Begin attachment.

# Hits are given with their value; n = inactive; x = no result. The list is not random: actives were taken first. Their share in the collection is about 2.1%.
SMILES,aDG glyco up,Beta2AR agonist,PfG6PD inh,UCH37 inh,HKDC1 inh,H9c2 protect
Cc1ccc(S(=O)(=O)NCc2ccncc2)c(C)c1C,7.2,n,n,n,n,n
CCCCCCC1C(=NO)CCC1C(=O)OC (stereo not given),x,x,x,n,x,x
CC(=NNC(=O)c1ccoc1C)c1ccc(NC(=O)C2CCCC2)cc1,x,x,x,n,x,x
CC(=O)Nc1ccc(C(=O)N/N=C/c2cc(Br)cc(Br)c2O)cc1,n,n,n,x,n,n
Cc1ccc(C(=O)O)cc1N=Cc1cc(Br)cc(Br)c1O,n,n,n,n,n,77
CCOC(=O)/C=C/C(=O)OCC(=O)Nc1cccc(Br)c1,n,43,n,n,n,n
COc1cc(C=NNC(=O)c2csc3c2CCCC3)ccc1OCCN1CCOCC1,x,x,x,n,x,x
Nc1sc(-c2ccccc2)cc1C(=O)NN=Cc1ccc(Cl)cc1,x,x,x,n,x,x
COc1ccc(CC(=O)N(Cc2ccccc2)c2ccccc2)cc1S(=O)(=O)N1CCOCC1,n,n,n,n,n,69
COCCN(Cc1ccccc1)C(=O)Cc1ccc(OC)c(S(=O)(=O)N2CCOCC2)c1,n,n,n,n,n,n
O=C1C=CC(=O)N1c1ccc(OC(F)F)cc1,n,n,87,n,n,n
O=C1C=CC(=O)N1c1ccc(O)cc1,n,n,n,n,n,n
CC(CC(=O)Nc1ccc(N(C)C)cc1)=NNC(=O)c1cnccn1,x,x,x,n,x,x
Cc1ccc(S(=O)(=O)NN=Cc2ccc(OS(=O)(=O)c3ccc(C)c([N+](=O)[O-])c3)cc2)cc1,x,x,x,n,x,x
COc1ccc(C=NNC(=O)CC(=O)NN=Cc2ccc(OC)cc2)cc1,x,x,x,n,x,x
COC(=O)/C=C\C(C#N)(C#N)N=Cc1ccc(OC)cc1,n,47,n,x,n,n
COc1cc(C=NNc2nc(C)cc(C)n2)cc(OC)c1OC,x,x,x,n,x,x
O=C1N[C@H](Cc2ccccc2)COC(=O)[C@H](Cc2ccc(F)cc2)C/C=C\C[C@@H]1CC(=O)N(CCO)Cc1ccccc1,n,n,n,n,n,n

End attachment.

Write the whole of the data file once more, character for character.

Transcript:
# Hits are given with their value; n = inactive; x = no result. The list is not random: actives were taken first. Their share in the collection is about 2.1%.
SMILES,aDG glyco up,Beta2AR agonist,PfG6PD inh,UCH37 inh,HKDC1 inh,H9c2 protect
Cc1ccc(S(=O)(=O)NCc2ccncc2)c(C)c1C,7.2,n,n,n,n,n
CCCCCCC1C(=NO)CCC1C(=O)OC (stereo not given),x,x,x,n,x,x
CC(=NNC(=O)c1ccoc1C)c1ccc(NC(=O)C2CCCC2)cc1,x,x,x,n,x,x
CC(=O)Nc1ccc(C(=O)N/N=C/c2cc(Br)cc(Br)c2O)cc1,n,n,n,x,n,n
Cc1ccc(C(=O)O)cc1N=Cc1cc(Br)cc(Br)c1O,n,n,n,n,n,77
CCOC(=O)/C=C/C(=O)OCC(=O)Nc1cccc(Br)c1,n,43,n,n,n,n
COc1cc(C=NNC(=O)c2csc3c2CCCC3)ccc1OCCN1CCOCC1,x,x,x,n,x,x
Nc1sc(-c2ccccc2)cc1C(=O)NN=Cc1ccc(Cl)cc1,x,x,x,n,x,x
COc1ccc(CC(=O)N(Cc2ccccc2)c2ccccc2)cc1S(=O)(=O)N1CCOCC1,n,n,n,n,n,69
COCCN(Cc1ccccc1)C(=O)Cc1ccc(OC)c(S(=O)(=O)N2CCOCC2)c1,n,n,n,n,n,n
O=C1C=CC(=O)N1c1ccc(OC(F)F)cc1,n,n,87,n,n,n
O=C1C=CC(=O)N1c1ccc(O)cc1,n,n,n,n,n,n
CC(CC(=O)Nc1ccc(N(C)C)cc1)=NNC(=O)c1cnccn1,x,x,x,n,x,x
Cc1ccc(S(=O)(=O)NN=Cc2ccc(OS(=O)(=O)c3ccc(C)c([N+](=O)[O-])c3)cc2)cc1,x,x,x,n,x,x
COc1ccc(C=NNC(=O)CC(=O)NN=Cc2ccc(OC)cc2)cc1,x,x,x,n,x,x
COC(=O)/C=C\C(C#N)(C#N)N=Cc1ccc(OC)cc1,n,47,n,x,n,n
COc1cc(C=NNc2nc(C)cc(C)n2)cc(OC)c1OC,x,x,x,n,x,x
O=C1N[C@H](Cc2ccccc2)COC(=O)[C@H](Cc2ccc(F)cc2)C/C=C\C[C@@H]1CC(=O)N(CCO)Cc1ccccc1,n,n,n,n,n,n